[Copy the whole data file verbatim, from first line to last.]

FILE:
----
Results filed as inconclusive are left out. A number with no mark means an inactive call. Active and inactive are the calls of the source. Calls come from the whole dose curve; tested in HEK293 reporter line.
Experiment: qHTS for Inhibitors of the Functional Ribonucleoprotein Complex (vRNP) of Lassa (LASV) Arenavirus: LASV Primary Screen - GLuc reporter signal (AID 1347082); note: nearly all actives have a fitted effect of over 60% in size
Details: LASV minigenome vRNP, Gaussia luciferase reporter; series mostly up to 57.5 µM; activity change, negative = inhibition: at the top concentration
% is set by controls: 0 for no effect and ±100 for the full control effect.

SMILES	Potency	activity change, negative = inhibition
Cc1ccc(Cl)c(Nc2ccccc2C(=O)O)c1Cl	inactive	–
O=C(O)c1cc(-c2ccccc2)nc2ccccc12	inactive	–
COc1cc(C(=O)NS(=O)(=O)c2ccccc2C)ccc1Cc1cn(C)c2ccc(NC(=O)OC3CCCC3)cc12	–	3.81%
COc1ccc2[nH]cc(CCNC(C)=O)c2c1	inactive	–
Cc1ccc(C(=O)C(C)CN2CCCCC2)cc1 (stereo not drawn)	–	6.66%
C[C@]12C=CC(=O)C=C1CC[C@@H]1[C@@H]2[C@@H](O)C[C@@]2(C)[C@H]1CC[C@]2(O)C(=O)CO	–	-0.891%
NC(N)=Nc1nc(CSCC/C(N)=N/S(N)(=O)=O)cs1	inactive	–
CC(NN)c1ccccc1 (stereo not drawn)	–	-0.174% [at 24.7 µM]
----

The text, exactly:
Results filed as inconclusive are left out. A number with no mark means an inactive call. Active and inactive are the calls of the source. Calls come from the whole dose curve; tested in HEK293 reporter line.
Experiment: qHTS for Inhibitors of the Functional Ribonucleoprotein Complex (vRNP) of Lassa (LASV) Arenavirus: LASV Primary Screen - GLuc reporter signal (AID 1347082); note: nearly all actives have a fitted effect of over 60% in size
Details: LASV minigenome vRNP, Gaussia luciferase reporter; series mostly up to 57.5 µM; activity change, negative = inhibition: at the top concentration
% is set by controls: 0 for no effect and ±100 for the full control effect.

SMILES	Potency	activity change, negative = inhibition
Cc1ccc(Cl)c(Nc2ccccc2C(=O)O)c1Cl	inactive	–
O=C(O)c1cc(-c2ccccc2)nc2ccccc12	inactive	–
COc1cc(C(=O)NS(=O)(=O)c2ccccc2C)ccc1Cc1cn(C)c2ccc(NC(=O)OC3CCCC3)cc12	–	3.81%
COc1ccc2[nH]cc(CCNC(C)=O)c2c1	inactive	–
Cc1ccc(C(=O)C(C)CN2CCCCC2)cc1 (stereo not drawn)	–	6.66%
C[C@]12C=CC(=O)C=C1CC[C@@H]1[C@@H]2[C@@H](O)C[C@@]2(C)[C@H]1CC[C@]2(O)C(=O)CO	–	-0.891%
NC(N)=Nc1nc(CSCC/C(N)=N/S(N)(=O)=O)cs1	inactive	–
CC(NN)c1ccccc1 (stereo not drawn)	–	-0.174% [at 24.7 µM]